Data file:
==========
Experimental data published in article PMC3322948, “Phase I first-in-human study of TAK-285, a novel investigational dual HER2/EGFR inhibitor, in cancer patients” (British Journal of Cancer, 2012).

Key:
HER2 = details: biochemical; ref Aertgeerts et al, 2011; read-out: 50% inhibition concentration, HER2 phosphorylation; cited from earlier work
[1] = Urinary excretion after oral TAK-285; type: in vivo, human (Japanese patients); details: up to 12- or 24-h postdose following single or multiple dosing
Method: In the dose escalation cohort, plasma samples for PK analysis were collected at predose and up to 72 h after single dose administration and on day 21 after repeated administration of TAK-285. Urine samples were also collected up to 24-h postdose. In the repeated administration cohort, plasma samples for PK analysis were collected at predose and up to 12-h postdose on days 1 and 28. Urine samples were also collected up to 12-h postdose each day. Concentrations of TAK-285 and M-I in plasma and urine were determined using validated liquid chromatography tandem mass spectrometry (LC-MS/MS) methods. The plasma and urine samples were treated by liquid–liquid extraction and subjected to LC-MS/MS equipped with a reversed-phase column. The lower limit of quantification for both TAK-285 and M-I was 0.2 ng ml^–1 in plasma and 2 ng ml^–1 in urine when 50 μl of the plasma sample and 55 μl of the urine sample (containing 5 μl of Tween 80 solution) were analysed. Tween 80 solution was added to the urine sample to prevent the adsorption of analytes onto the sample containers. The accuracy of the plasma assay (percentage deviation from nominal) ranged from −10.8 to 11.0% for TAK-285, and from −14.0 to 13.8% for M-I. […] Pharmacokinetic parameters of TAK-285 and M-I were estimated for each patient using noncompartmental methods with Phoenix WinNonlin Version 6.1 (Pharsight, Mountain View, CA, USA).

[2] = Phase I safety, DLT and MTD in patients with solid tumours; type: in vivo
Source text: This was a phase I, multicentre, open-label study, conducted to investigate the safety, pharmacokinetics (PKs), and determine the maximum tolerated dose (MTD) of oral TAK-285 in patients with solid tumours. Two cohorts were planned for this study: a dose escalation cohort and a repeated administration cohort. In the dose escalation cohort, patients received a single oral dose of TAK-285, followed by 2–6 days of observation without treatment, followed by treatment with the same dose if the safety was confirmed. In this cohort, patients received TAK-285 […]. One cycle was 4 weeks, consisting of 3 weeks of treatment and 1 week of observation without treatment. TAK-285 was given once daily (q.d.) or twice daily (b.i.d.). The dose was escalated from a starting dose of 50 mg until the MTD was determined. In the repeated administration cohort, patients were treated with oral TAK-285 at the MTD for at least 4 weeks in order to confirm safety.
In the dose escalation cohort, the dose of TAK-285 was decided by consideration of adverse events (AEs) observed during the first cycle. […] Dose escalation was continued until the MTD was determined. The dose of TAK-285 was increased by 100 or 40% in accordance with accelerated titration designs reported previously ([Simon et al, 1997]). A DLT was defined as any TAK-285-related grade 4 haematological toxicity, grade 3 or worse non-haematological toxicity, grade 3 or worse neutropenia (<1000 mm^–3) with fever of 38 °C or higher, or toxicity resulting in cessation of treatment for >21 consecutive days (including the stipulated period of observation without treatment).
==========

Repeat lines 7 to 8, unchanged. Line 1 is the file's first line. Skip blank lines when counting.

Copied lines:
Source text: This was a phase I, multicentre, open-label study, conducted to investigate the safety, pharmacokinetics (PKs), and determine the maximum tolerated dose (MTD) of oral TAK-285 in patients with solid tumours. Two cohorts were planned for this study: a dose escalation cohort and a repeated administration cohort. In the dose escalation cohort, patients received a single oral dose of TAK-285, followed by 2–6 days of observation without treatment, followed by treatment with the same dose if the safety was confirmed. In this cohort, patients received TAK-285 […]. One cycle was 4 weeks, consisting of 3 weeks of treatment and 1 week of observation without treatment. TAK-285 was given once daily (q.d.) or twice daily (b.i.d.). The dose was escalated from a starting dose of 50 mg until the MTD was determined. In the repeated administration cohort, patients were treated with oral TAK-285 at the MTD for at least 4 weeks in order to confirm safety.
In the dose escalation cohort, the dose of TAK-285 was decided by consideration of adverse events (AEs) observed during the first cycle. […] Dose escalation was continued until the MTD was determined. The dose of TAK-285 was increased by 100 or 40% in accordance with accelerated titration designs reported previously ([Simon et al, 1997]). A DLT was defined as any TAK-285-related grade 4 haematological toxicity, grade 3 or worse non-haematological toxicity, grade 3 or worse neutropenia (<1000 mm^–3) with fever of 38 °C or higher, or toxicity resulting in cessation of treatment for >21 consecutive days (including the stipulated period of observation without treatment).